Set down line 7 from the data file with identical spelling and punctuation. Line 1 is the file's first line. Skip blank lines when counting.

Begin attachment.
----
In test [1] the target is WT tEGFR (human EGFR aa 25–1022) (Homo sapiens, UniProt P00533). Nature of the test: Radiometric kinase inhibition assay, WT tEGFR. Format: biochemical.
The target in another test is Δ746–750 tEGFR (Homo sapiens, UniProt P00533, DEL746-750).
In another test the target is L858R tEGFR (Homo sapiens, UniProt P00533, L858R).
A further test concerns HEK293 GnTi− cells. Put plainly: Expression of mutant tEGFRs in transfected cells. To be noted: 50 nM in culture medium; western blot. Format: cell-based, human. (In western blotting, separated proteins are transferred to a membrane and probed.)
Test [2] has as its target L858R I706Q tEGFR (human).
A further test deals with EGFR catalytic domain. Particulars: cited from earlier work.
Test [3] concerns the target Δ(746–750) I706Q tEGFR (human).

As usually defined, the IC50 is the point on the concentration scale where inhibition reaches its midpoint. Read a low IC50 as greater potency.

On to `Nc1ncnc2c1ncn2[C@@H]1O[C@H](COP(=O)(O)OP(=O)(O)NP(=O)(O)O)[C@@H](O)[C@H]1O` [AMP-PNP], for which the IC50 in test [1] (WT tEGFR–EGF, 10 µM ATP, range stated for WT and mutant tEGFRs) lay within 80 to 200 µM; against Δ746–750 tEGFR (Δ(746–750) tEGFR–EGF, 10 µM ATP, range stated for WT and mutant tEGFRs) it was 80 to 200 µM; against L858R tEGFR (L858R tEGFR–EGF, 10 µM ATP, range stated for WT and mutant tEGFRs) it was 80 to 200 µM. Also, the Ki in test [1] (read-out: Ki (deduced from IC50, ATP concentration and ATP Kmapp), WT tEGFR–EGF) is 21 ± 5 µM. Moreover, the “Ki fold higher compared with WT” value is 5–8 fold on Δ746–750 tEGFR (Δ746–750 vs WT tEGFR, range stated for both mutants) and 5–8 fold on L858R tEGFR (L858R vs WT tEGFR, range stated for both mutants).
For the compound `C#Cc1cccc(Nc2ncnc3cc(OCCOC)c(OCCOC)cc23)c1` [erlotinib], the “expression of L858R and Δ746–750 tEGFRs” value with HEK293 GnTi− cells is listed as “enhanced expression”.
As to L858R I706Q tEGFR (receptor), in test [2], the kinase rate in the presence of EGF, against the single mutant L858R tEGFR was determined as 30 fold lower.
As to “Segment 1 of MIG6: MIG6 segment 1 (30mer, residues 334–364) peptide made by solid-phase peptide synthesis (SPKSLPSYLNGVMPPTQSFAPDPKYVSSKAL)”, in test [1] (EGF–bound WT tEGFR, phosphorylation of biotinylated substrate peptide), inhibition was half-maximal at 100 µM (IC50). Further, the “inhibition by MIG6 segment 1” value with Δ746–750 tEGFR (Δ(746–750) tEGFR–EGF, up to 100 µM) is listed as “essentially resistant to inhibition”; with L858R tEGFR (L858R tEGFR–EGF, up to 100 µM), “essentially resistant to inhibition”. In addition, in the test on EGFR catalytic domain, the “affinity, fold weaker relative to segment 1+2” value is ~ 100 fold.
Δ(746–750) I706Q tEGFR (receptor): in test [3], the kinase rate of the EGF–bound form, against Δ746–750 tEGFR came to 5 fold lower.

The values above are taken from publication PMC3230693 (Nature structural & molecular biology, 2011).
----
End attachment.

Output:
Test [3] concerns the target Δ(746–750) I706Q tEGFR (human).